Officers thus should carefully inquire into the viewing conditions under which an eyewitness saw the suspect, as well as the passage of time since the viewing occurred. Id. at 98. Officers should be trained to interview possible eyewitnesses in order to elicit as much information as possible and without asking leading questions that might suggest information to the witness. Research on cognitive interviewing can inform such training. Ronald P. Fisher & R. Edward Geiselman, The Cognitive Interview Method of Conducting Police Interviews: Eliciting Extensive Information and Promoting Therapeutic Jurisprudence, 33 Int’l. J. L. & Psychiatry 321, 321 (2010); Ronald Fisher, Interviewing Victims and Witnesses of Crime, 1 Psychol., Pub. Pol’y & L. 732, 735 (1995). Such interviews not only can produce descriptions of suspects, but they can inform an understanding of what factors may have affected the memory of an eyewitness, such as whether a weapon was present, or whether the event was highly stressful. See Henderson, 27 A.3d at 904-905 (“When a visible weapon is used during a crime, it can distract a witness and draw his or her attention away from the culprit.”).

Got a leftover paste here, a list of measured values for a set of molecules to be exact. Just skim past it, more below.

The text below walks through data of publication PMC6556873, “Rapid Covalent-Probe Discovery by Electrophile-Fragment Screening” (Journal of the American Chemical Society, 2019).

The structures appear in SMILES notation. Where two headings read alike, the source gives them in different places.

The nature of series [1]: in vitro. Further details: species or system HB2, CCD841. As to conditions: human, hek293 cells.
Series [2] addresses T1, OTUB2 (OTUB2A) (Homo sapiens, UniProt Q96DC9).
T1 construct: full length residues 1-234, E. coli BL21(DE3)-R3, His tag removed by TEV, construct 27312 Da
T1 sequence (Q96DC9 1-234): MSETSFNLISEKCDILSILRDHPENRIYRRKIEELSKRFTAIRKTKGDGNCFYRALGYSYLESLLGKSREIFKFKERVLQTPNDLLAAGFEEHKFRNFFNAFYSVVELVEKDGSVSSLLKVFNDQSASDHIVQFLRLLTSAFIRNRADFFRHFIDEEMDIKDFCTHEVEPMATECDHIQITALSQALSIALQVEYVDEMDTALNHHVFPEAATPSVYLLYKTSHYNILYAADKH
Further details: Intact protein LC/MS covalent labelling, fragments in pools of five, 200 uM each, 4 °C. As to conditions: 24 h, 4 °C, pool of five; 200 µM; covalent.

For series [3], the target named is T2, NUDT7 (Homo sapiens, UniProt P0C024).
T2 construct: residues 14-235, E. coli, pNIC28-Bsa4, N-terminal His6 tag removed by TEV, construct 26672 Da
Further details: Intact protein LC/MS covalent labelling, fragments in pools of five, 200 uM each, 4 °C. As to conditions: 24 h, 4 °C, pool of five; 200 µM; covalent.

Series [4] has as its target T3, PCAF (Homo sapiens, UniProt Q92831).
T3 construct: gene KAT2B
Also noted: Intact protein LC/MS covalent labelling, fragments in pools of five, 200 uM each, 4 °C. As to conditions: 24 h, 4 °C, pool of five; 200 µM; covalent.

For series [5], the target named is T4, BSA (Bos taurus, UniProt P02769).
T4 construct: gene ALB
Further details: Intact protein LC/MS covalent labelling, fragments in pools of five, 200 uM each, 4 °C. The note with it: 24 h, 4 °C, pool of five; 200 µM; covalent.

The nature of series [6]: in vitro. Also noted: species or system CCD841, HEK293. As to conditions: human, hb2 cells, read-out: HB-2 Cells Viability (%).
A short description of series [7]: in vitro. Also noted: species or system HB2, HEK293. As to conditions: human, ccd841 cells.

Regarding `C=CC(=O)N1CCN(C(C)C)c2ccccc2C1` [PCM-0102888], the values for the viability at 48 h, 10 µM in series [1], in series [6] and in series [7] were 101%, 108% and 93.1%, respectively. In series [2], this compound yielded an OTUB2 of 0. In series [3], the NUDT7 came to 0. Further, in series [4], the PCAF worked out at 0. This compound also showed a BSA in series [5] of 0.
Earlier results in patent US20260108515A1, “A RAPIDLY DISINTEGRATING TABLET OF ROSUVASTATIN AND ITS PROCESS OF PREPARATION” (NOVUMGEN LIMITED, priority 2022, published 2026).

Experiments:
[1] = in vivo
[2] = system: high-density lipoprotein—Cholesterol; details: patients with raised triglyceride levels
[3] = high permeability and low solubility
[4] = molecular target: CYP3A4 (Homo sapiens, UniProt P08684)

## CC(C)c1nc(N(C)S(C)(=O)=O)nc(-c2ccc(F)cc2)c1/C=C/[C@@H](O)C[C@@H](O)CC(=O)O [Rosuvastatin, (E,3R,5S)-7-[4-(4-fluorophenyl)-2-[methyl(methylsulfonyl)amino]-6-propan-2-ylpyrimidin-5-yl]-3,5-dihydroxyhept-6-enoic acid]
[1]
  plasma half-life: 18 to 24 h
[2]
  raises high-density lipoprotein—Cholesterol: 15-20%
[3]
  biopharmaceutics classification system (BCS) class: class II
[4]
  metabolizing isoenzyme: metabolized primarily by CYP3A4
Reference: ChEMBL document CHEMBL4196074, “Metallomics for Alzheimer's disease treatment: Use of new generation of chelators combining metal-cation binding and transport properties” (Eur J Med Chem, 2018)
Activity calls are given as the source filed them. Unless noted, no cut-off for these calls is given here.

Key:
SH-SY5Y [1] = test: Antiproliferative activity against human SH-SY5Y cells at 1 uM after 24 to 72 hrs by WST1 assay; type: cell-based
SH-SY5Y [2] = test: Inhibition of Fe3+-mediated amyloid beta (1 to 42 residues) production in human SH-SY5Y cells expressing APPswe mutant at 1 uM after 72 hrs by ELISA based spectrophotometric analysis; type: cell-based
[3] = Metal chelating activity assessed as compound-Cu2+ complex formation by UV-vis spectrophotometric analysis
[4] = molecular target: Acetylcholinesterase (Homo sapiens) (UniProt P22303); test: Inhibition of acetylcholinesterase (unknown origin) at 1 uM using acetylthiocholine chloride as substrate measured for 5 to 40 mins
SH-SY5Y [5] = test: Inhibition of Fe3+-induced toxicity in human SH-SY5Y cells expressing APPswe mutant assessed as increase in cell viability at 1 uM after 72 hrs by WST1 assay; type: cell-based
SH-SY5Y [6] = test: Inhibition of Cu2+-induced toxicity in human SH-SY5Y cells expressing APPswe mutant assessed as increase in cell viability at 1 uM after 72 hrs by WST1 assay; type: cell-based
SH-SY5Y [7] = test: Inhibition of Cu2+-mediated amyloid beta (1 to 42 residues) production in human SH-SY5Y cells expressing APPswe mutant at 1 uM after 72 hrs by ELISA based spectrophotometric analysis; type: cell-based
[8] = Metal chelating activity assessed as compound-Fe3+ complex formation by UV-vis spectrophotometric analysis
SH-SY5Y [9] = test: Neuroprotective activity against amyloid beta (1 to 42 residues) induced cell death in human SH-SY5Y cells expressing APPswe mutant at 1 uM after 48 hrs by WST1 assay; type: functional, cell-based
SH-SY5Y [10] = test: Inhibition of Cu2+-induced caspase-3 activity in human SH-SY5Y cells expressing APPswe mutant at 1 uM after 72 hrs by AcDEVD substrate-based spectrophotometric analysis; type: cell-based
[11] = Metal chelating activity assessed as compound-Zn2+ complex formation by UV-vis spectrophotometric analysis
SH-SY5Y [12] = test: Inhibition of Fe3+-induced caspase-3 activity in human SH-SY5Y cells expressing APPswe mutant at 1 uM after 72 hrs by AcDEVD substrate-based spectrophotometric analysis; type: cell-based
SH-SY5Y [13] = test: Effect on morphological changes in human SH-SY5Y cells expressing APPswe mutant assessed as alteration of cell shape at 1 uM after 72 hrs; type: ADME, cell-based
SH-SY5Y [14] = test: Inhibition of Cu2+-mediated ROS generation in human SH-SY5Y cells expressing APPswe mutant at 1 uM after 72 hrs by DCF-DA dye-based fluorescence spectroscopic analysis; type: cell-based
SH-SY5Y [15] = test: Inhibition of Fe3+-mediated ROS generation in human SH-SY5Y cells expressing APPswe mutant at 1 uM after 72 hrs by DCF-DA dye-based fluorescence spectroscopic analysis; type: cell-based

Similarly, one safeguard before proceeding with an identification procedure is to test the face-memory ability of an eyewitness. Different people have differing abilities to remember the faces of strangers. Agencies can, as a matter of policy and practice, assess the face-memory ability of an eyewitness prior to deciding whether to conduct an identification procedure. One such test is the Cambridge Face Memory Test. See Cambridge Face Memory Test, at http://www.bbk.ac.uk/psychology/psychologyexperiments/experiments/facememorytest/startup.php.
Finally, agencies should be cognizant that eyewitnesses may seek to identify offenders on their own. The U.S. Supreme Court has held that when unreliability in eyewitness identifications is not due to intentional police action, it is not regulated under the Due Process Clause. However, agencies should seek to prevent situations in which eyewitnesses themselves, without the supervision of officers, search online and on social media, or in physical locations, in order to try to locate suspects. In doing so, they may be affected by suggestive circumstances, and police cannot control the viewing conditions or aim to prevent misidentifications. For those reasons, agencies should discourage such trawling activities and question eyewitnesses to ascertain and to document whether or how they have engaged in any such trawling. Agencies have not always been cognizant of the widespread and online dissemination of mugshot images. Eumi Lee, Monetizing Shame: Mugshots, Privacy, and the Right to Access, 70 Rutgers L. Rev 557 (2011). In addition to the privacy concerns raised by such dissemination, it also has the potential to contaminate eyewitness memory, if such mugshot repositories make it easier for eyewitness to try to locate suspects online.